Flanked by several prominent city and state Democrats, gubernatorial candidate Bill Curry outlined his key campaign issues at a rally in New Haven on Wednesday. Curry, a former adviser to President Clinton, is seeking to overcome an at-times large polling gap in his bid to oust incumbent Republican Gov. John G. Rowland.
“Are you ready? Are we gonna get Bill Curry and George Jepsen elected? Let me hear you one more time!” state Comptroller Nancy Wyman urged the crowd at last night’s rally, held at Conte/West Hills Magnet School in the city’s Wooster Square district.
Curry attacked Rowland for the state’s outstanding debt, saying the governor has failed to make good use of state tax dollars. He said that under Rowland, the state’s transportation system has remained in shambles. Connecticut’s recent energy and environmental policies have been irresponsible, Curry said, citing what he called Rowland’s disregard for the pollution produced by the state’s “Sooty Six” power plants.
After he was introduced by Wyman and running mate George Jepsen, Curry took time to address issues on his own campaign platform, one of the largest of which is property tax reform.
Connecticut’s property tax is currently aimed at the middle class, Ward 1 Alderman Ben Healey ’04 said. Under Curry, Healey said, those who can afford it will pay an income tax instead of a property tax.
Property tax reform also has implications for the state’s education system since Connecticut’s public schools are largely funded by property taxes. Some local Democrats said Curry’s ideas on property taxes will help give the educational system a much-needed boost.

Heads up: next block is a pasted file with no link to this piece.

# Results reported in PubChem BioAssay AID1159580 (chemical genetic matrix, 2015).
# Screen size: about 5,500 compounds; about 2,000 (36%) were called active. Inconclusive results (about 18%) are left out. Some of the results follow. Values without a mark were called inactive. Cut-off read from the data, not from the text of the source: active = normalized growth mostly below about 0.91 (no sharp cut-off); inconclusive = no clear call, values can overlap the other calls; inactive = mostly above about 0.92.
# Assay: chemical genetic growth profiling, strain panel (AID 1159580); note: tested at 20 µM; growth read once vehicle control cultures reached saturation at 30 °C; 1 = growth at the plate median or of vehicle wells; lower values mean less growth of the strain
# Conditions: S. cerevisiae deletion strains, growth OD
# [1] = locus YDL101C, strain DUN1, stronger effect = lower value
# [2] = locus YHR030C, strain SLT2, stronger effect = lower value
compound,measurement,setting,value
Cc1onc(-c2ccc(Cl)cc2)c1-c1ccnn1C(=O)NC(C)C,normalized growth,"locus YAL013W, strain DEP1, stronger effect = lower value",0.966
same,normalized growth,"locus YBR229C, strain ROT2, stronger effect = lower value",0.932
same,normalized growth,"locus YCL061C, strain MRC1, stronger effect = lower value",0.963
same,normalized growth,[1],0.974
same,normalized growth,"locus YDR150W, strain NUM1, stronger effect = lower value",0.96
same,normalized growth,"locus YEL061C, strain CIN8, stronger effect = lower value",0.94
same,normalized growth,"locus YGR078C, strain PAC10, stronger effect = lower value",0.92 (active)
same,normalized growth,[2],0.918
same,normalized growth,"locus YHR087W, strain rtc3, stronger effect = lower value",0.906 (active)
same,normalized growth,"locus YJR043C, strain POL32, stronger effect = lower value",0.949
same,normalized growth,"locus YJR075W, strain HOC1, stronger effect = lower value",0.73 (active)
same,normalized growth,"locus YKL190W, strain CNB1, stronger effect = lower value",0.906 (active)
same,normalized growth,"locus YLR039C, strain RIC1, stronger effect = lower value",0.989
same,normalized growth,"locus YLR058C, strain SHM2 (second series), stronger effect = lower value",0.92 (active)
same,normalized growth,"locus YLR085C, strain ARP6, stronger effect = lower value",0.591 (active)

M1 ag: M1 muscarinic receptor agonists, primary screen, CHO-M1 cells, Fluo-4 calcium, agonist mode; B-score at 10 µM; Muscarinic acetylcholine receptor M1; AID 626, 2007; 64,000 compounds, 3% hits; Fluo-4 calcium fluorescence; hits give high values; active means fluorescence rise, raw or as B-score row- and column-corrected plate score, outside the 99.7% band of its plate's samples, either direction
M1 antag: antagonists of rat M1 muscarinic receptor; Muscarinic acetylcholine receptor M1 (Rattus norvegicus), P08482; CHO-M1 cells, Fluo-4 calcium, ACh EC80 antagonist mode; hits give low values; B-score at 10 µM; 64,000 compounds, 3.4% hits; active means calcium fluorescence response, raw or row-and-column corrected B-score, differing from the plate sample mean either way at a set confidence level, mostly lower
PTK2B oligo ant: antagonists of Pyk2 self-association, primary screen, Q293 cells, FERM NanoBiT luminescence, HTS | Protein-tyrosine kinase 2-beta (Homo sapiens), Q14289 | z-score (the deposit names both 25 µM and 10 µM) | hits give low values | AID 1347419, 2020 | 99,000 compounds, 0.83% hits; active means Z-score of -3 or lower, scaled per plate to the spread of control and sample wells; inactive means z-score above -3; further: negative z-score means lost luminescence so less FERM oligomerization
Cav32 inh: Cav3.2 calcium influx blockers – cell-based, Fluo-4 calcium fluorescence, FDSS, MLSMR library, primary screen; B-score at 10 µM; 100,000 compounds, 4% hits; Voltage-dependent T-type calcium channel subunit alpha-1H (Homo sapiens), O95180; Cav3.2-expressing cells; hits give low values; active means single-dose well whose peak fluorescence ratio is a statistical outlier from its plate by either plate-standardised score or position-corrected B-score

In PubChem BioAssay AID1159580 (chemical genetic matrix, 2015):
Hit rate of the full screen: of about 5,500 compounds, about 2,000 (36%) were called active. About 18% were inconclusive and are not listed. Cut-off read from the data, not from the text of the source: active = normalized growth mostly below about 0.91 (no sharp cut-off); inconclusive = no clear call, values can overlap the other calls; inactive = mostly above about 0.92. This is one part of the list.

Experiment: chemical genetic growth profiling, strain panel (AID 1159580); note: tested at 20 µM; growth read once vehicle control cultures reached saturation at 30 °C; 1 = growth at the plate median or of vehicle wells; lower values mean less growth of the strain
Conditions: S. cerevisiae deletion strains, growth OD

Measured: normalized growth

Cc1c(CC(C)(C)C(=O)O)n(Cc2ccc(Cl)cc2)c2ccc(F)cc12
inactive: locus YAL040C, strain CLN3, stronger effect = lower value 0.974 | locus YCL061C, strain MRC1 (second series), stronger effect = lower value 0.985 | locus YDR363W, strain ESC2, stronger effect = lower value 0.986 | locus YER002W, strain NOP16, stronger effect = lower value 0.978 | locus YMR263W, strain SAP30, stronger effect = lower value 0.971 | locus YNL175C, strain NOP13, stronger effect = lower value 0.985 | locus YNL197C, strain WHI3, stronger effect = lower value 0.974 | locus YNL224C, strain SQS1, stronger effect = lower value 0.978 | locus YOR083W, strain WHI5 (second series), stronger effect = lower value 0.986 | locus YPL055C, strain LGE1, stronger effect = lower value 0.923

“Bill Curry offers a solution for some of the critical problems we face in Connecticut. Number one would be his approach to addressing education and putting it back to the front level,” said Susan Voigt, chairwoman of the city’s Democratic party.
“[I want] every school to be a magnet school,” Curry said.
Curry also pushed for an increase in the overall standard of living in Connecticut’s cities.
“It’s not visible cities, it’s livable cities [we want],” said Curry, who has attacked several of Rowland’s urban renewal projects.
Curry said that improving public transportation will help revitalize some of Connecticut’s most depressed cities.
But Yale College Republican Frank Walsh ’04 said Rowland’s urban renewal strategy has worked.
“Gov. Rowland is the right choice for Connecticut,” he said in an e-mail. “Rowland’s priority for the next four years is urban renewal, building upon the education reform that has helped Connecticut fourth and sixth graders lead the nation in math, science, and reading.”
“In his eight years, he has cut taxes by $2 billion and hopes to lower them even more in his coming term to help local businesses,” Walsh said.
A recent University of Connecticut poll puts Curry 18 points below Rowland, but this statistic has hardly been consistent. In fact, polls to date have placed Curry everywhere from 45 to nine points behind.
At the rally, Jepsen elaborated on what he said were more of Rowlands’s deficiencies.
“The public wants to know why he vetoed campaign finance reform. They want to know why we have a billion-dollar deficit,” he said. “[They’re asking] ‘Governor, what did you do with all that money?'”
Rob Smuts ’01, who now works under DeStefano at city hall, said Curry’s policies will improve parts of the state that Rowland has neglected.
“It will be great to have a governor who cares about the environment, who has a transportation policy, and who understands that cities need more than just a shiny convention center,” Smuts said. “They need a partner in the state.”
“I think what he will do is create a state where the economy can grow. He’ll run a smart government,” he said.